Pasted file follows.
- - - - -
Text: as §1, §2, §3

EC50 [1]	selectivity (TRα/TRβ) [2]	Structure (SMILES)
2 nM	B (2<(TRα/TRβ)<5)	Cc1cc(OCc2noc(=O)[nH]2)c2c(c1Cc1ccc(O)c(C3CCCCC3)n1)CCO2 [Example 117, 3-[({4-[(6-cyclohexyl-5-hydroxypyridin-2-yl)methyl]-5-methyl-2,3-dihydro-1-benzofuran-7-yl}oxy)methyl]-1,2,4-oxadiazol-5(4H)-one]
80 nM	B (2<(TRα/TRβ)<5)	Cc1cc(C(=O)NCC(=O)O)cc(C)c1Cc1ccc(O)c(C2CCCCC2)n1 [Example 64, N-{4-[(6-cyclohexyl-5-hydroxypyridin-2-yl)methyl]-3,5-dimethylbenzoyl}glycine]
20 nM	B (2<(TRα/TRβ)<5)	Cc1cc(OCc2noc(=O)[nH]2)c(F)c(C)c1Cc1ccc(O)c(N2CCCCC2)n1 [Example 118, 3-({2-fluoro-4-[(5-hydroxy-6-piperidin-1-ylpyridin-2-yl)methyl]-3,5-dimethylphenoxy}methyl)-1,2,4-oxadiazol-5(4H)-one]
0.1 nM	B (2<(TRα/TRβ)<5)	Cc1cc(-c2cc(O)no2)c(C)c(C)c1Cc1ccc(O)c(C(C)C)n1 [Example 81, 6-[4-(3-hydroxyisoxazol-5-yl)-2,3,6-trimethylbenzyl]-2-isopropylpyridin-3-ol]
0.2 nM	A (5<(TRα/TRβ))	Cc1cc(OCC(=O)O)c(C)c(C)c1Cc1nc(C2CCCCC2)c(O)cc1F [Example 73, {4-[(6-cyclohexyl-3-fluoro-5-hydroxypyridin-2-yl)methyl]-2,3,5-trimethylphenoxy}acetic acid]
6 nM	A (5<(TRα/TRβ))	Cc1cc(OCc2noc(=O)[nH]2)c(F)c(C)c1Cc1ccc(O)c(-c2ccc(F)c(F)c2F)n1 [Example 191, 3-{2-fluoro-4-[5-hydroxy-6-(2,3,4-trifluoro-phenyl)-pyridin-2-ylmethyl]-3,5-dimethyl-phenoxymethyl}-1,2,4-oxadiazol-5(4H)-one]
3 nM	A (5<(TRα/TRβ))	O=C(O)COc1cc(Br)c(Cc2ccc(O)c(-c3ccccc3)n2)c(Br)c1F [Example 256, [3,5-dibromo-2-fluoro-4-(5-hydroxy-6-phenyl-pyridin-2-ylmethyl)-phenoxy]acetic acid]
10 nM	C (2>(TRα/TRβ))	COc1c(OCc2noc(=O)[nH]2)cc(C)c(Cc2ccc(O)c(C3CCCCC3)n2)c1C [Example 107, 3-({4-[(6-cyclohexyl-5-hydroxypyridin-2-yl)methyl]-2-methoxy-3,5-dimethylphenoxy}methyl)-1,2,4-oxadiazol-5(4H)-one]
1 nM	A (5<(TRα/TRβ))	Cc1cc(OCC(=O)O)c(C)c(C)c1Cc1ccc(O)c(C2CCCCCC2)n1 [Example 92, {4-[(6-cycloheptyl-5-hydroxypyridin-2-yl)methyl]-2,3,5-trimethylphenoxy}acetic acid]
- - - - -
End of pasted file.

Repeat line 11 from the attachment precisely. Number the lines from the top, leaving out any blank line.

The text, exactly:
1 nM	A (5<(TRα/TRβ))	Cc1cc(OCC(=O)O)c(C)c(C)c1Cc1ccc(O)c(C2CCCCCC2)n1 [Example 92, {4-[(6-cycloheptyl-5-hydroxypyridin-2-yl)methyl]-2,3,5-trimethylphenoxy}acetic acid]